'67 Shots' dispels myths about shooting of Kent State students in 1970

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"67 Shots: Kent State and the End of American Innocence" by Howard Means; Da Capo Press (288 pages, $25.99)

Responding to widespread campus protests against the Vietnam War, Gov. Ronald Reagan of California offered an easy solution. "If it takes a bloodbath" to end it, he suggested on April 8, 1970, "let's get it over with, no more appeasement....Read more

Book review: Joshua Hammer's 'The Bad-Ass Librarians of Timbuktu'

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"The Bad-Ass Librarians of Timbuktu" by Joshua Hammer; Simon & Schuster (288 pages, $26)

Joshua Hammer's narrative of Abdel Kader Haidara's effort to save thousands of priceless manuscripts dating back centuries is so much more than a story of a rescue effort.

There's an urgency to the story that unfolded in modern times, reaching its climax ...Read more

In Jane Hamilton's new novel, an extraordinary family faces the future

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"The Excellent Lombards" by Jane Hamilton; Grand Central (288 pages, $26)

The Wisconsin apple orchard that belongs to the Lombard family in Jane Hamilton's hypnotic new novel is a beacon for the nostalgic and the hopeful, those who nurse their memories carefully and tend to them the way the Lombards care for their trees, their sheep, even their...Read more

Augusten Burroughs' memoir about a hapless Love Life Lacks His Usual Humor

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"Lust & Wonder: A Memoir" by Augusten Burroughs; St. Martin's Press (304 pages, $26.99)

Since breaking out in 2002 with "Running With Scissors," Augusten Burroughs has kept the best-selling memoirs coming, tapping the seemingly bottomless market of those willing to buy tickets to someone else's catastrophes.

There may not be tons of people who...Read more

Miami author bakes her way through life

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"Life without a Recipe" by Diana Abu-Jaber; Norton (272 pages, $26.95)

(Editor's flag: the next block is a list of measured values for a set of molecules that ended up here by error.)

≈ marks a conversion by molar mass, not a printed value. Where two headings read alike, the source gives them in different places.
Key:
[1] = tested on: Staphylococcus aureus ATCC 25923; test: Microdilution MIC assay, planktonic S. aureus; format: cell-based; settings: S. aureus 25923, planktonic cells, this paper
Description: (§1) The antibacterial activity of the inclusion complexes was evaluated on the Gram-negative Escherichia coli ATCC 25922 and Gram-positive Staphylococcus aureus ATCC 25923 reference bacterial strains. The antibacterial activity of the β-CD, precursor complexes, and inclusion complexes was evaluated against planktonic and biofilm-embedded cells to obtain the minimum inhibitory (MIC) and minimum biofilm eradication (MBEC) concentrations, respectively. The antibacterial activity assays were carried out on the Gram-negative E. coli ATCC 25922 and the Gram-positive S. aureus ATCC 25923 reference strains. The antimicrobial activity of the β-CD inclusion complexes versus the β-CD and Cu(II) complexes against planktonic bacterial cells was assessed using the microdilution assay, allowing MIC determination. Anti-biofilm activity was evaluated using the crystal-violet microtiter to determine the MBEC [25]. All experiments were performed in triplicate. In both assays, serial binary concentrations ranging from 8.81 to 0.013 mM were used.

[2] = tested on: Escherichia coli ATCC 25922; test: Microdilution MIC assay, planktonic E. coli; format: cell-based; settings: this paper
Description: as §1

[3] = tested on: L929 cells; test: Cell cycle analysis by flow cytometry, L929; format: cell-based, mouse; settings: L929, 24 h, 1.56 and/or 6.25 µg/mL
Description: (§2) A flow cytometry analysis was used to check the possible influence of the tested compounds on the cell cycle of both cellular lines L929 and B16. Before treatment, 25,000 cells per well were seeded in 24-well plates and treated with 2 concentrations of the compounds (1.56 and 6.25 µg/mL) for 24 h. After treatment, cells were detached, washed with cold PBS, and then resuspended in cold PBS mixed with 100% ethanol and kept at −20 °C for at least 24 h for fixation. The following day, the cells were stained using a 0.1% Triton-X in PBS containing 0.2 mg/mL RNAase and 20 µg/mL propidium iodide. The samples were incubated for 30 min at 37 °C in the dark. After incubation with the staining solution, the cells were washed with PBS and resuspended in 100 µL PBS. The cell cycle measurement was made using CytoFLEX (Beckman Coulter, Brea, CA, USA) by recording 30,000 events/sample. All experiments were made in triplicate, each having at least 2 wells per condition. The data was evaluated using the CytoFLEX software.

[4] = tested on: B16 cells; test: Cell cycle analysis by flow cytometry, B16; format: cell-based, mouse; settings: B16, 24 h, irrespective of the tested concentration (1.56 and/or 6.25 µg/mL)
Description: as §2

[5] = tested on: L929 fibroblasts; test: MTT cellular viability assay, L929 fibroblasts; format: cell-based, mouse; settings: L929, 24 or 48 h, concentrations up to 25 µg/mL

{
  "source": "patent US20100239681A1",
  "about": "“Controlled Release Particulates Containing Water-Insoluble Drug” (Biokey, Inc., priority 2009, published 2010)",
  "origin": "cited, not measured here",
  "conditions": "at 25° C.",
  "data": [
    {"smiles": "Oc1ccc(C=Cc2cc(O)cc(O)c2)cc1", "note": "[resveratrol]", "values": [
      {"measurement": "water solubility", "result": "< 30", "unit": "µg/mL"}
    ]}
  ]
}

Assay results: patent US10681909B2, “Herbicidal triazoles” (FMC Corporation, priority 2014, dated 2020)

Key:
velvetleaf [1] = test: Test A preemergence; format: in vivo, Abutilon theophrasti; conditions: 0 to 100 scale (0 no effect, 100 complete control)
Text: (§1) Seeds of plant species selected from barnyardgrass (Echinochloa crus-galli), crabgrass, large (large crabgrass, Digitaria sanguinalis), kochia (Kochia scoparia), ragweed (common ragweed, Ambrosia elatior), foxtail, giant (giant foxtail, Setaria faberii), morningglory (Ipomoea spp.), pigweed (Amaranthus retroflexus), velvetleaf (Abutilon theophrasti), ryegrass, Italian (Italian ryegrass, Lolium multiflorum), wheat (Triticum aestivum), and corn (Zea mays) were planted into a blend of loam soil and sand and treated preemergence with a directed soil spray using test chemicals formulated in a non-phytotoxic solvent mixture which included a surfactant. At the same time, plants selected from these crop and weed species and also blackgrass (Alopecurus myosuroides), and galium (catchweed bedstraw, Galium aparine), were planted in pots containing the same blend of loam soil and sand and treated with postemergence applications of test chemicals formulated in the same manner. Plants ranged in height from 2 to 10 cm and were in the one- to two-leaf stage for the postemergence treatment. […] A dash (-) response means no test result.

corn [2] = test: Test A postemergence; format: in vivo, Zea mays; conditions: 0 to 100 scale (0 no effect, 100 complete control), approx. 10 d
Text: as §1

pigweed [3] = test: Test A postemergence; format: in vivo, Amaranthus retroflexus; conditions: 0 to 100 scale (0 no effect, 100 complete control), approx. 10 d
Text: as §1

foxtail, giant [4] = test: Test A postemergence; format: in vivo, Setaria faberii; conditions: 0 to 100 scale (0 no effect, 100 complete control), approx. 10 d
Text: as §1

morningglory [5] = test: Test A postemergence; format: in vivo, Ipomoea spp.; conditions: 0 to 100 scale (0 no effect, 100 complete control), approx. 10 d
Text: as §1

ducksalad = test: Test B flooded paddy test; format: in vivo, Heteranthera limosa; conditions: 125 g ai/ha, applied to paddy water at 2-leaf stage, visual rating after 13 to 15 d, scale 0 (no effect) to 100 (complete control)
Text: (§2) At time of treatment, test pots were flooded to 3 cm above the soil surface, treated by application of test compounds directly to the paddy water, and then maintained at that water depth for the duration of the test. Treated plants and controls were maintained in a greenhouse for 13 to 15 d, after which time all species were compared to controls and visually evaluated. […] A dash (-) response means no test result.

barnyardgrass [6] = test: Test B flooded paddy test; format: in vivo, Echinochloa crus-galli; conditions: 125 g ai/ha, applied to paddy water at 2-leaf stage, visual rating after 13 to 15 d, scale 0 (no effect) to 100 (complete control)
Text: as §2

Diana Abu-Jaber has spent years carving out a life as a successful writer, struggling to reconcile the competing voices in her head, one from a tough-minded German grandmother and the other from her exuberant Arab father.

Through it all, she baked. Cookies and cakes, tarts ...Read more

'Poisonous' reveals toxic teen Internet culture

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"Poisonous" by Allison Brennan; Minotaur (368 pages, $25.99)

The poison that seeps through a town and decimates a family starts with a teenager's penchant for Internet bullying in Allison Brennan's well-plotted "Poisonous."

Ivy Lake's venom almost ruined the lives of several teenagers, possibly pushed the family of one teen to move and, ...Read more

Book review: Martha Hall Kelly's 'Lilac Girls'

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"Lilac Girls" by Martha Hall Kelly; Ballantine Books (496 pages, $26)

Martha Hall Kelly stumbled on the idea that would lead to her debut novel, "Lilac Girls," when she decided to take a tour of the Bellamy-Ferriday house and garden in Bethlehem, Conn.

The historic home got the Bellamy part of its name from a reverend who gained fame through ...Read more

'Orson Welles: One-Man Band' shows boy genius alone again, naturally

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"Orson Welles, Volume 3: One-Man Band" by Simon Callow; Viking (496 pages, $40)

Most of what's written about Orson Welles -- the Kenosha, Wis.-born giant of theater, radio and movies -- centers on his boy-genius period.

You know: the cherubic face with the wicked grin who, by the age of 26, rewrote the rules on Broadway, destroyed the world ...Read more

'26 Songs in 30 Days': How Woody Guthrie wrote those great songs — for $266

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"26 Songs in 30 Days" by Greg Vandy, with Daniel Person; Sasquatch Books (208 pages, $24.95)

Woody Guthrie, the great populist singer-songwriter from Oklahoma and formative inspiration for Bob Dylan, spent time in the Northwest and also wrote "Roll On, Columbia" in honor of the river that divides Washington and Oregon.

But most probably don't ...Read more

Review: 'Miller's Valley' by Anna Quindlen

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"Miller's Valley" by Anna Quindlen; Random House (257 pages, $28)

When society's volume seems cranked to 11, there's something to be said about a quiet book. Understated almost to a fault, Anna Quindlen's eighth novel pulls together themes of rural life, Vietnam, mental illness, eminent domain, abortion and ambition in prose that never shouts, ...Read more